Cucumber Quest: The Doughnut Kingdom by Gigi D.G.
The Chocopocalypse by Chris Callaghan
The Downward Spiral (Lock and Key #2) by Ridley Pearson
The Incredible Magic of Being by Kathryn Erskine
My Brigadista Year by Katherine Paterson
Laura Ingalls is Ruining my Life by Shelley Tougas
Watchdog by Will McIntosh
The Gnome Exchange Program: North Pole Rescue by Matt Caliri
Peter Powers and the Sinister Snowman Showdown! by Kent Clark
Saturdays with Hitchcock by Ellen Wittlinger

Picture Books

Everything is Mama by Jimmy Fallon
The Wolf, the Duck, and the Mouse by Mac Barnett
Grandpa’s Ghost Stories by James Flora (Reprint)
Bizzy Mizz Lizzie by David Shannon
Rory the Dinosaur needs a Christmas Tree by Liz Climo
Superheroes Club by Madeleine Sherak
Larry Gets Lost in San Diego by John Skewes and Eric Ode

October 17

Middle Grade

Phoebe and Her Univorn in the Magic Storm (Heavenly Nostrils #6) by Dana Simpson
Miss Tracy is Spacey! (My Weirdest School #9) by Dan Gutman
Tales from a Not-So-Secret Crush Catastrophe (Dork Diaries #12) by Rachel Renee Russell
Frank Einstein and the Bio-Action Gizmo (Frank Einstein #5) by Jon Scieszka
Wallace the Brave by Will Henry
The Player King by Avi
The Summer of Owen Todd by Tony Abbott
Bunjitsu Bunny vs. Bunjitsu Bunny (Bunjitsu Bunny #4) by John Himmelman
Miriam’s Secret by Debby Waldman
The Girl Who Knew Even More (Munchem Academy #2) by Commander S.T. Bolivar III
Applewhites Coast to Coast (Applewhites #3) by Steaphanie S. Tolan and R.J. Tolan
Harper and the Circus of Dreams (Harper #2) by Cerrie Burnell

Picture Books

Malala’s Magic Pencil by Malala Yousafzai, Kerascoet
Through Your Eyes: My Child’s Gift to Me by Ainsley Earhardt
Night of the Moonjellies by Mark Shasha (Reprint)
My Journey to the Stars by Scott Kelly
Windows by Julia Denos
The Lumberjack’s Beard by Duncan Beedie
Book or Bell? by Chris Barton
What Do Grown-ups Do All Day? by Virginie Morgand
Singing in the Rain by Tim Hopgood

October 24

Middle Grade

Revenge of the Space Pirates (Galactic Hot Dogs #3) by Max Brallier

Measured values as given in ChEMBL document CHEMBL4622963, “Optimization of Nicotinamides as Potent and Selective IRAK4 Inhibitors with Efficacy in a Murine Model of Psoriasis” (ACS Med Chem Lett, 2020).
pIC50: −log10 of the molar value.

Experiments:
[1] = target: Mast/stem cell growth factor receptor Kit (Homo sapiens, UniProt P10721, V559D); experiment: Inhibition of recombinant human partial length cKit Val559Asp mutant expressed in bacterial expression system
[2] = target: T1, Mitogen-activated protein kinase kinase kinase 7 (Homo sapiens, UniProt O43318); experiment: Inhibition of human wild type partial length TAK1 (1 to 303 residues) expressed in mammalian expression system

Lawn of Doom (Plants vs. Zombies #8) by Paul Tobin
Journey to the Crystal Cave (The Adventures of Sophie Mouse #11) by Poppy Green
Death and Douglas by J.W. Ocker
Dragonfly Song by Wendy Orr
Fairday Morrow and the Talking Library (Fairday Morrow #2) by Stephanie Robinson
The Piper’s Apprentice (The Secrets of the Pied Piper #3) by Matthew Cody
The Whiz Mob and the Frenadine Kid by Colin Meloy
Wings for Wyatt (Tales of Sasha #6) by Alexa Pearl
Reign of Outlaws (Robyn Hoodlum #3) by Kekla Magoon
Ruby and Olivia by Rachel Hawkins

Picture Books

Photographic: The Life of Graciela Iturbide by Isabel Quintero
Fergus and the Greener Grass by Jean Abernethy
I Am Life by Elisabeth Helland Larsen
Earth! My First 4.54 Billion Years by Stacy McAnulty

October 31

Middle Grade

The Wildwood Bakery (Owl Diaries #7) by Rebecca Elliott
Team BFF: Race to the Finish! (Girls Who Code #2) by Stacia Deutsch
Super Rabbit Racers! (Press Start! #3) by Thomas Flintham
Curse of the Harvester (Dream Jumper #2) by Greg Grunberg
Jacky Ha-Ha: My Life is a Joke  (Jacky Ha-Ha #2) by James Patterson
CatStronauts: Space Station Situation (Catstronauts #3) by Drew Brockington
The Trials of Morrigan Crow (Nevermoor #1) by Jessica Townsend
The Tea Dragon Society by Katie O’Neill
Little Bigfoot, Big City (The Littlest Bigfoot #2) by Jennifer Weiner
The Audition (Audition #1) by Maddie Ziegler
The Fourth Ruby (Section 13 #2) by James R. Hannibal
The Secret of Nightingale Wood by Lucy Strange
Have Sword, Will Travel by Garth Nix and Sean Williams

Picture Books

Thelma the Unicorn by Aaron Blabey
Give Thank You a Try by Bill O’Reilly and James Patterson
This is Not a Normal Animal Book by Julie Segal Walters

3-6, 5-7, 7-12, Books, Children, Hi-Lo

Graphic Novel Recommendations for Kids: Fantasy

One of the biggest booming industries in the middle grade genre at the moment is that of the graphic novel.  Now of course,  comic books have always been a beloved pastime of the young nerd in training but the cultural ideas around comics and graphic novels has been shifting and with that has come a whole new genre of books available to kids both avid readers and those who require something a little easier.